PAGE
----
Consider how people will move through the building and where they will stand during presentations about the center. Figure out how to introduce your facility to them and highlight the unique qualities of the center during the event.

5. Hold a fitness or wellness event.
Coordinate a healthcare-related event and use local resources, such as the newspaper or hospital newsletter, to promote it. CMO held a free public event last year called "Hit the Ground Running" where physician speakers discussed how to become better runners.

"We sent out email news blasts as a collaborative effort to promote this event," says Ms. David. "We had around 300 to 400 people attend. We are doing a similar event this fall focused on cycling."

In addition to the physician and healthcare experts, CMO plans to bring in well-known industry experts on cycling to present at the event. "We put our best foot forward as a good community citizen when we work on these events," she says.

6. Participate in charity events.
Supporting others in the community — especially if you're in a small community — is an effective method of forming new relationships. Participate in charity events, such as United Way projects or food pantries to build a strong reputation in the community.

"We have done a lot to give back to our community, including cleaning up a camp for disabled children and getting it ready for the winter," says Ms. David. "Some of our physicians went to the camp and helped. Those are ongoing relationships we have maintained throughout the year."

CMO has also developed a foundation — Maine Orthopaedic Foundation — for benevolent giving. "We do projects that align with our core values in keeping the community healthy, such as fitness and wellness events," says Dr. Cox. "We also do giving on an annual basis to not-for-profits who are trying to get the community up and going."

7. Engage with patients on social media.
One of the quickest ways to build and maintain relationships with current, former and potential patients is through social media. People of all ages are engaging on Facebook, Twitter and other networking sites looking for information and interaction with medical professionals.

"We interact with current patients on social media to get their feedback and we're able to pass that information along to our staff," says Ms. David. "We can either congratulate our staff on a job well done or fix a problem that was brought to our attention."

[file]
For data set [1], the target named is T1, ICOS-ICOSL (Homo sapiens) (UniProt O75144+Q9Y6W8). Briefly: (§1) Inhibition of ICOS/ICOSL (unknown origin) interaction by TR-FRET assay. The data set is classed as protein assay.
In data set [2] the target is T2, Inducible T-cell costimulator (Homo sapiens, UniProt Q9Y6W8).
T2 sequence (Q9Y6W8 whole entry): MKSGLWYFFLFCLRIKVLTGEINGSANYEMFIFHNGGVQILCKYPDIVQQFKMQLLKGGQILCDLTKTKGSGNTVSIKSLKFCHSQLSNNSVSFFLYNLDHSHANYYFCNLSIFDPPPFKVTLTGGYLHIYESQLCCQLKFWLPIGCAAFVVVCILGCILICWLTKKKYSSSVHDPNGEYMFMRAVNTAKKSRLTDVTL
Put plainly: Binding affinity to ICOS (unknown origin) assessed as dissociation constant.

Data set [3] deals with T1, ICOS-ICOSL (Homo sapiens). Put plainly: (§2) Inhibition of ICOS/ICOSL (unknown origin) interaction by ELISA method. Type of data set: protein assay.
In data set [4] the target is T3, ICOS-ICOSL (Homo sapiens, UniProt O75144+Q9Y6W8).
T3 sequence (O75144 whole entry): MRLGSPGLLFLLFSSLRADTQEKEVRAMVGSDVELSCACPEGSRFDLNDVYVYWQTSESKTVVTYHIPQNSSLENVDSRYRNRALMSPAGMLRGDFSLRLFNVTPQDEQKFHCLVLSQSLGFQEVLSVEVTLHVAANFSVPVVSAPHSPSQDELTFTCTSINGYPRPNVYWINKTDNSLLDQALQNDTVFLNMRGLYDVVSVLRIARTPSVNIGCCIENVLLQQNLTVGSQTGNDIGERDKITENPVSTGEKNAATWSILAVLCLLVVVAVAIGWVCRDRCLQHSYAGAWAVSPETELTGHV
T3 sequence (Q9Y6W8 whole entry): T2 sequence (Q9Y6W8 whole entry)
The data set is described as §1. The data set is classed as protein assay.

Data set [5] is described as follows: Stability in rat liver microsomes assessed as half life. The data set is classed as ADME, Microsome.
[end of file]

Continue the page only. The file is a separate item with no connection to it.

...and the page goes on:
CMO updates their social media on a daily basis with original and linked content relevant to their followers and patient base.

"We sometimes put CMO-focused content on our social media, and sometimes we put information from other sources as a way to have a back and forth conversation with others," says Ms. David. "We want them to have a warm picture of us. I don't hang my hat on social media — it's not the end-all, be-all — but it's a good way to introduce our surgeons to the community and stay engaged with our patients."

8. Keep websites relevant and updated.
Build a quality website and keep it updated with news from the ASC, healthcare industry and blog posts to drive traffic. There are a few simple steps you can take for search engine optimization to ensure your website appears first when people search the ASC online:

•    Include key words associated with the center, such as specialty, services and healthcare initiatives;
•    Upload photographs onto the website;
•    Regularly update content on the website;
•    Include links to outside resources on the web.

"We have monitored the numbers on our website and changed our SEO plan to make it more effective," says Ms. David. "We are making our blog more interactive and informative to really tie everything together. Now we pop up more quickly when people search our name or something like 'joint replacement in Maine.'"

Be sure to include information potential patients will appreciate once they click through to your links, such as physician profiles. "Anecdotally, people want to know who their physicians are," says Ms. David. "They are going on the website to check them out. This has created a web of touch points with a real tangible relationship to our community."